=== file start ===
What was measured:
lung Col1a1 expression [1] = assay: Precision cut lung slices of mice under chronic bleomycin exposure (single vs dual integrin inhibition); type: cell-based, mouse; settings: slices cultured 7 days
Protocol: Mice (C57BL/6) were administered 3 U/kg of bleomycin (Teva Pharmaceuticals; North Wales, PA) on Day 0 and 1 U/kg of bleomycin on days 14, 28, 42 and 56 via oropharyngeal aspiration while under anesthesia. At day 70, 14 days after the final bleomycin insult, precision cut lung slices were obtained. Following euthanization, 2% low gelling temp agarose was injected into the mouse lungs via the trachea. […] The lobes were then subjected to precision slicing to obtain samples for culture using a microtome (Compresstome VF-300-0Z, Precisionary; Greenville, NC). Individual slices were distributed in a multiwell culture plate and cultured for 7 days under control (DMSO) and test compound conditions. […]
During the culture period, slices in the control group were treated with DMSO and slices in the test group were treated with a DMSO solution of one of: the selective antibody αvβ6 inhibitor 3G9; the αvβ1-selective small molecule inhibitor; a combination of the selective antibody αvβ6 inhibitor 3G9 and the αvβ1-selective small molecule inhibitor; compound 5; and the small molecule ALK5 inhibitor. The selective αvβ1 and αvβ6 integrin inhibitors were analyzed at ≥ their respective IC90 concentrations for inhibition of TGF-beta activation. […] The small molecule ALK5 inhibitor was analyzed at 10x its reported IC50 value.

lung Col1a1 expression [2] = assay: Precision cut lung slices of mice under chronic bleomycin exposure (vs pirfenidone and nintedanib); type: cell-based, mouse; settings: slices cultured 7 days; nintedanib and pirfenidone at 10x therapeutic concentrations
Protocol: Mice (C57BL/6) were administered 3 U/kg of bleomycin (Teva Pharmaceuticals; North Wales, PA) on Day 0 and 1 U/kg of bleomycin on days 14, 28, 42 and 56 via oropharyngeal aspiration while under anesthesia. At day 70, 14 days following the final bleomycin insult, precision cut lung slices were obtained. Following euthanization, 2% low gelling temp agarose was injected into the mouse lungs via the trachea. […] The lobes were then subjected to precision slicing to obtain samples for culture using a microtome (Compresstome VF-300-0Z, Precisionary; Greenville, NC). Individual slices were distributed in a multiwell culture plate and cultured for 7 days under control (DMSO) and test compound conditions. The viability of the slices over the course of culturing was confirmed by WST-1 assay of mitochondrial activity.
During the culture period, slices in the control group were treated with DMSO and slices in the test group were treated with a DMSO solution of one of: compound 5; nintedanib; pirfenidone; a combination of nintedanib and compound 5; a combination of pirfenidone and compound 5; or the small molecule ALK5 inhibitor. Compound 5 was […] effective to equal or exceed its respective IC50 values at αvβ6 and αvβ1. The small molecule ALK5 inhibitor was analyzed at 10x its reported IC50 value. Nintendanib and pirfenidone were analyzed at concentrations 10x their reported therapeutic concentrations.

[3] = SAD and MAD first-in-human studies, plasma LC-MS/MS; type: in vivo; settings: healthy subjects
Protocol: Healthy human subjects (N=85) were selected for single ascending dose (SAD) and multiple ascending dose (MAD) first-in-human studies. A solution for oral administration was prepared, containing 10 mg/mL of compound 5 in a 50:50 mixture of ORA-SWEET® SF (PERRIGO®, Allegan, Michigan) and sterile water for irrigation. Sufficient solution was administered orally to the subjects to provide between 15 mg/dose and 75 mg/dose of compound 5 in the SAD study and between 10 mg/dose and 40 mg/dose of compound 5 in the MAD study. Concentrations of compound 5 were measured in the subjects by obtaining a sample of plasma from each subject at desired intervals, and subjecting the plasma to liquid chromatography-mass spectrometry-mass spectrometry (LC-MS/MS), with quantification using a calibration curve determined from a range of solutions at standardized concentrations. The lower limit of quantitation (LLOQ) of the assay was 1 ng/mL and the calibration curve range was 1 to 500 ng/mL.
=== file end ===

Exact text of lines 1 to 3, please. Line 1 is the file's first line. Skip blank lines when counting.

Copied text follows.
What was measured:
lung Col1a1 expression [1] = assay: Precision cut lung slices of mice under chronic bleomycin exposure (single vs dual integrin inhibition); type: cell-based, mouse; settings: slices cultured 7 days
Protocol: Mice (C57BL/6) were administered 3 U/kg of bleomycin (Teva Pharmaceuticals; North Wales, PA) on Day 0 and 1 U/kg of bleomycin on days 14, 28, 42 and 56 via oropharyngeal aspiration while under anesthesia. At day 70, 14 days after the final bleomycin insult, precision cut lung slices were obtained. Following euthanization, 2% low gelling temp agarose was injected into the mouse lungs via the trachea. […] The lobes were then subjected to precision slicing to obtain samples for culture using a microtome (Compresstome VF-300-0Z, Precisionary; Greenville, NC). Individual slices were distributed in a multiwell culture plate and cultured for 7 days under control (DMSO) and test compound conditions. […]